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Scand J Gastroenterol. 2008 Mar;43(3):334-43. doi: 10.1080/00365520701712198.

Benign course of long-standing hepatitis B virus infection among Greenland Inuit?

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1
Department of Clinical Biochemistry, Aalborg Hospital, Aarhus University Hospital, Denmark. h.krarup@rn.dk

Abstract

OBJECTIVE:

Chronic hepatitis B virus (HBV) infection can present in different ways, from inactive carrier to liver failure or cancer. The role of the virus subtype is controversial. The purpose of this study was to characterize HBV infection in detail and its impact on general health, body-build and liver biochemistry.

MATERIAL AND METHODS:

The study comprised a population-based cohort of Inuit exposed to HBV 3-7 decades ago in the capital in West Greenland, a coastal town and four settlements in rural East Greenland. Participants included 95% of the invited Inuit: 229 men, 205 women, aged 50-69 years.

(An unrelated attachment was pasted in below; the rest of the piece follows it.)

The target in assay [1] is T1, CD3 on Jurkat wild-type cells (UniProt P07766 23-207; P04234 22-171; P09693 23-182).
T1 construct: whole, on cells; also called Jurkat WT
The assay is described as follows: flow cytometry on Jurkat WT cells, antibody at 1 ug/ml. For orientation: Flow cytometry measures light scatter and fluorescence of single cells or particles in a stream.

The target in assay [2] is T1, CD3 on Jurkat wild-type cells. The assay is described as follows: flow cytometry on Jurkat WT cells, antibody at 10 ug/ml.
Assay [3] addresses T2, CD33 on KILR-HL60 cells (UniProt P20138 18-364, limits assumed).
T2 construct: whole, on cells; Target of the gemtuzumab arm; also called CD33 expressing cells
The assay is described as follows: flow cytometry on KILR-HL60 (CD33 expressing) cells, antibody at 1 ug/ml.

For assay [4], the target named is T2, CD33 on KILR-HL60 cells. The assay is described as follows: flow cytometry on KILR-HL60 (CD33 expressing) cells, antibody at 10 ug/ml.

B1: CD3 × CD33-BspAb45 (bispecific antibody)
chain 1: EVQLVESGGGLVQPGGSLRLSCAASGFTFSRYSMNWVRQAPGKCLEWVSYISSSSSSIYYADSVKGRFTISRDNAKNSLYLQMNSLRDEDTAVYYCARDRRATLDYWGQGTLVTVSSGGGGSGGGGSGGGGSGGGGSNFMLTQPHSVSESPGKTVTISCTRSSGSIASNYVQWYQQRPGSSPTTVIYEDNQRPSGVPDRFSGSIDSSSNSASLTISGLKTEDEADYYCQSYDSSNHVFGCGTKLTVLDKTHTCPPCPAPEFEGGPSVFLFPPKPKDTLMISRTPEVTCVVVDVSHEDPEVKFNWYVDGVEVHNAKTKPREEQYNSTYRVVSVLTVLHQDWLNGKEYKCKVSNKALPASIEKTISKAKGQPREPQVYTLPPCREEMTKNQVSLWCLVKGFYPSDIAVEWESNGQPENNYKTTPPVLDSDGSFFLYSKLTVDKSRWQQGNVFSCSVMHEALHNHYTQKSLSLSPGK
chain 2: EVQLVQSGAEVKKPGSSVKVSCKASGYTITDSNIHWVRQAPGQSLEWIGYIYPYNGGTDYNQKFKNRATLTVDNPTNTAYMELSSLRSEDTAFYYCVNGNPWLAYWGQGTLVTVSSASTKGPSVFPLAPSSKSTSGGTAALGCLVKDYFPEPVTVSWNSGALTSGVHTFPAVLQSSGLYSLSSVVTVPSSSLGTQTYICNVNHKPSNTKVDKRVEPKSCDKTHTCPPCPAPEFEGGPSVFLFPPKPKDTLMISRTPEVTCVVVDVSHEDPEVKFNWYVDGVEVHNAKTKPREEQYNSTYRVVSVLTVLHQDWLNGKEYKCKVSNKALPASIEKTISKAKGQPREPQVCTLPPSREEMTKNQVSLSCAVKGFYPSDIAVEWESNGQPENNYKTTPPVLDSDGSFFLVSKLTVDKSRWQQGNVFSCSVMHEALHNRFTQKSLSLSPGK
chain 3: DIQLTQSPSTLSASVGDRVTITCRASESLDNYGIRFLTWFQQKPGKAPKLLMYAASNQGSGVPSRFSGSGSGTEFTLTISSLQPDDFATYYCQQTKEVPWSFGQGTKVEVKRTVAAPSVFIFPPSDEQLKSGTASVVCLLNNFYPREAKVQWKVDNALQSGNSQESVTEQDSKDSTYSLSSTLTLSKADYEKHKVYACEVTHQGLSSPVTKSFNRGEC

RESULTS:

Only 25% of the participants had never had HBV infection. HBsAg was positive in 86 participants (20.0%), more being found positive in rural East Greenland than in the city in West Greenland (28.9% versus 2.7%; p < 0.001). HBV-DNA was positive in 61 of those with median HBV-DNA 40,000 copies/ml. HBV genotype could be determined in 52: 47 participants had genotype B, 4 genotype D, and 1 had both B and D. At sequencing, genotype B resembled subtype Bj, but with more than 5% diversity in the C-gene it could be a new subtype B. Pre-core mutation was found in 55 of 56 participants investigated. None of the participants had signs of liver disease, and HBV infection did not influence body-build or liver biochemistry.

CONCLUSIONS:

More than 75% of participants had a marker of present or previous HBV infection but the infection seemed dormant. The majority harbored a special variant of genotype B that might be a new subtype giving a relatively benign disease. The role of detailed subtyping of HBV for prognostic evaluation should be investigated in more detail.

PMID:
18266176
DOI:
10.1080/00365520701712198
[Indexed for MEDLINE]
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